Developing programs that look at DNA sequence, Ewan Birney
Interviewee: Ewan Birney.
Developing programs that look at DNA sequence.
I was looking at sort of theoretical ways or practical ways of dealing with the information in DNA sequence, so I was trying to develop programs that looked at DNA sequence. We didn't have as much DNA as we have now, but we still had enough to sort of get our teeth into. So we were looking at how to build algorithms up, that let us understand DNA sequence. And of course when the Human Genome Project came along, that was an important part of actually understanding this massive, massive data set and making it useful for everybody else to use.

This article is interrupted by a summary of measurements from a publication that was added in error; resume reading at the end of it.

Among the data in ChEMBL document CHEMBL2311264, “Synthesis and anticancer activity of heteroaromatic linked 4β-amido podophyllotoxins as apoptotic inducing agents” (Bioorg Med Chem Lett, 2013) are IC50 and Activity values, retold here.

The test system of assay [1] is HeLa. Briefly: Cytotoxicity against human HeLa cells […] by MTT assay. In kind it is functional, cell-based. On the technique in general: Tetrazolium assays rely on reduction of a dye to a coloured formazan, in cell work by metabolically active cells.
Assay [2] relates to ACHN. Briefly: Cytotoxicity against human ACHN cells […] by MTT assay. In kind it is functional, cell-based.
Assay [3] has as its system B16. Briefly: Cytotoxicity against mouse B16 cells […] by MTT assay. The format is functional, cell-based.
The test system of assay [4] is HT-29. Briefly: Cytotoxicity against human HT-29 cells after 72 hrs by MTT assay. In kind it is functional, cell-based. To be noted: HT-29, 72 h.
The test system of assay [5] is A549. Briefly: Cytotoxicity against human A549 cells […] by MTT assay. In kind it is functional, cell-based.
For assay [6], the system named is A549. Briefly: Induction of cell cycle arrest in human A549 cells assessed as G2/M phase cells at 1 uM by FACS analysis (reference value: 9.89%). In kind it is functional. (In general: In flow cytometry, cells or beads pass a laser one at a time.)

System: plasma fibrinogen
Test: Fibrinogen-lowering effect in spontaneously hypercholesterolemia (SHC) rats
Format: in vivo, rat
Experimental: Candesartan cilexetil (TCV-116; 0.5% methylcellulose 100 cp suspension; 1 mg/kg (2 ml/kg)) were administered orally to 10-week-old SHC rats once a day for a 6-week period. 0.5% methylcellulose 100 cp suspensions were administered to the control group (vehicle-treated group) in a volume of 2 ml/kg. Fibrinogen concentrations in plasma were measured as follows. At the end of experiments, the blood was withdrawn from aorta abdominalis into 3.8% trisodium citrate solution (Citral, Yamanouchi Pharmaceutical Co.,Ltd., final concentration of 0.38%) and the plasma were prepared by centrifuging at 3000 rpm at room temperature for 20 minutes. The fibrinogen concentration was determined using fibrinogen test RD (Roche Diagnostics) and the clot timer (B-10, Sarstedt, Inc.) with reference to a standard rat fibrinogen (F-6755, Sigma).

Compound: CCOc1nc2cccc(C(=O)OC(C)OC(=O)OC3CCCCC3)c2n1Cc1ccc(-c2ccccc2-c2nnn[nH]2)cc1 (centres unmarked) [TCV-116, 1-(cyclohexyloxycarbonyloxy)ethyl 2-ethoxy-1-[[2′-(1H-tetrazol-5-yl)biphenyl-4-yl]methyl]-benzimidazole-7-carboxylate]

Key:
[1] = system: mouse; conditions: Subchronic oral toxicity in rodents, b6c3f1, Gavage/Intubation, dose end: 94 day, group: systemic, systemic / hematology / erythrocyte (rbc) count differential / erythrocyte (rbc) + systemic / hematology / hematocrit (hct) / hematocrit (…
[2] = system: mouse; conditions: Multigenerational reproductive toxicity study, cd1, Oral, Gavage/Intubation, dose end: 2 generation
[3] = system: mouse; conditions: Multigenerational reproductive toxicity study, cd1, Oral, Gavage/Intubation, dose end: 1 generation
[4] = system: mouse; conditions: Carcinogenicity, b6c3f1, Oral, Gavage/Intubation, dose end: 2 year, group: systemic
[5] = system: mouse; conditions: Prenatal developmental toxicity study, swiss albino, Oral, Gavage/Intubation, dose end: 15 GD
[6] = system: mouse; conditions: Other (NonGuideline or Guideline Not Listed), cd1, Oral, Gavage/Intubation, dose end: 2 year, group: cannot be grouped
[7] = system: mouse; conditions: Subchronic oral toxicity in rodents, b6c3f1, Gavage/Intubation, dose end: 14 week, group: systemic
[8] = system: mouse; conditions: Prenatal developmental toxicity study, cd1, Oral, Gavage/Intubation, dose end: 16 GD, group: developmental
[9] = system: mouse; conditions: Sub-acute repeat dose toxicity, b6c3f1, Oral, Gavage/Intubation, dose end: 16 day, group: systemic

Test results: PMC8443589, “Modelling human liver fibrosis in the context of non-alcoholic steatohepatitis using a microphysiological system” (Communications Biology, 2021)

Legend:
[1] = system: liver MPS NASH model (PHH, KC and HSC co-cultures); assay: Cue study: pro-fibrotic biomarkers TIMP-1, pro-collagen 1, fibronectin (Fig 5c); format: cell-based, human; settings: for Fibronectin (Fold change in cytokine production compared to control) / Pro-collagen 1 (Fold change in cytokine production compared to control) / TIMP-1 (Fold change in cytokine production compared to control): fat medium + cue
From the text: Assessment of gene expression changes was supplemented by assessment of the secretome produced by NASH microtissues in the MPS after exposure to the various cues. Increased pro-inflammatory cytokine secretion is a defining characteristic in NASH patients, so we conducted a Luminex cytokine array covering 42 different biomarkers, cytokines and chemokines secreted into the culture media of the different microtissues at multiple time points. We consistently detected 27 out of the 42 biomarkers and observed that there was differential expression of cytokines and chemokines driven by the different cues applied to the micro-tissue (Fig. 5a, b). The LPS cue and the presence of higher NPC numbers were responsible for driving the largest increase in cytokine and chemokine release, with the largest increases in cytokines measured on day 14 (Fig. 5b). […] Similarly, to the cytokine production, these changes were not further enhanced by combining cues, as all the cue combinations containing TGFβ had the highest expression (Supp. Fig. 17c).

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For the first draft of the genome sequence, both teams were working to identify the number of human genes. Here, Ewan Birney, a "numbers man" from the public genome project, explains how genes can be recognized and the data from the genome project used.
Techniques to read the sequence of DNA, letter by letter, have been available since the 1970s. However, the massive task of sequencing the three billion basepairs of the human genome required machines that could read and interpret the data.